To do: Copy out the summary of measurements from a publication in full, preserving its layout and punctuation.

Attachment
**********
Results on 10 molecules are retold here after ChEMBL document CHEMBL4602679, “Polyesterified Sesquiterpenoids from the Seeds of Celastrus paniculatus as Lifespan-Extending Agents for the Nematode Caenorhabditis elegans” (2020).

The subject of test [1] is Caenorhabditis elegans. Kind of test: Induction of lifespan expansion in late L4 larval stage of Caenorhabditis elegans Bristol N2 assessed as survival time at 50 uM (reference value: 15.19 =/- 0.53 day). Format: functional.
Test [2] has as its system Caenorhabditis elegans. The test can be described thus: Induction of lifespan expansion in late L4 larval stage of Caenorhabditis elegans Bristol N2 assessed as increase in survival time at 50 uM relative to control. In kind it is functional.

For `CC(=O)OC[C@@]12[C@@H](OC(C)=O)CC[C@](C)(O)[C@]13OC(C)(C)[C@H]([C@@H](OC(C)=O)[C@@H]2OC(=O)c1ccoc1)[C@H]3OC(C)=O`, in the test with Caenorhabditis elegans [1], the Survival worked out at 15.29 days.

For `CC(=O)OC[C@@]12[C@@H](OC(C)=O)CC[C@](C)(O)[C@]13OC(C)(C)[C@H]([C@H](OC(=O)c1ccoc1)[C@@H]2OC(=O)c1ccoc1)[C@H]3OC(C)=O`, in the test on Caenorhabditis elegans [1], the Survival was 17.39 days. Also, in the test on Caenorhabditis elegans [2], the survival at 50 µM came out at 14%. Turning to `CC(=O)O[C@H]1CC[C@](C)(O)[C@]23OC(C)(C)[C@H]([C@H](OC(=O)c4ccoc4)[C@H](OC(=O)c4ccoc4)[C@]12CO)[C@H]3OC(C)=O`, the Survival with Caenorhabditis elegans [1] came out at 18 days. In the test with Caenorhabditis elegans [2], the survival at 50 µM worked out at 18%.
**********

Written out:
Results on 10 molecules are retold here after ChEMBL document CHEMBL4602679, “Polyesterified Sesquiterpenoids from the Seeds of Celastrus paniculatus as Lifespan-Extending Agents for the Nematode Caenorhabditis elegans” (2020).

The subject of test [1] is Caenorhabditis elegans. Kind of test: Induction of lifespan expansion in late L4 larval stage of Caenorhabditis elegans Bristol N2 assessed as survival time at 50 uM (reference value: 15.19 =/- 0.53 day). Format: functional.
Test [2] has as its system Caenorhabditis elegans. The test can be described thus: Induction of lifespan expansion in late L4 larval stage of Caenorhabditis elegans Bristol N2 assessed as increase in survival time at 50 uM relative to control. In kind it is functional.

For `CC(=O)OC[C@@]12[C@@H](OC(C)=O)CC[C@](C)(O)[C@]13OC(C)(C)[C@H]([C@@H](OC(C)=O)[C@@H]2OC(=O)c1ccoc1)[C@H]3OC(C)=O`, in the test with Caenorhabditis elegans [1], the Survival worked out at 15.29 days.

For `CC(=O)OC[C@@]12[C@@H](OC(C)=O)CC[C@](C)(O)[C@]13OC(C)(C)[C@H]([C@H](OC(=O)c1ccoc1)[C@@H]2OC(=O)c1ccoc1)[C@H]3OC(C)=O`, in the test on Caenorhabditis elegans [1], the Survival was 17.39 days. Also, in the test on Caenorhabditis elegans [2], the survival at 50 µM came out at 14%. Turning to `CC(=O)O[C@H]1CC[C@](C)(O)[C@]23OC(C)(C)[C@H]([C@H](OC(=O)c4ccoc4)[C@H](OC(=O)c4ccoc4)[C@]12CO)[C@H]3OC(C)=O`, the Survival with Caenorhabditis elegans [1] came out at 18 days. In the test with Caenorhabditis elegans [2], the survival at 50 µM worked out at 18%.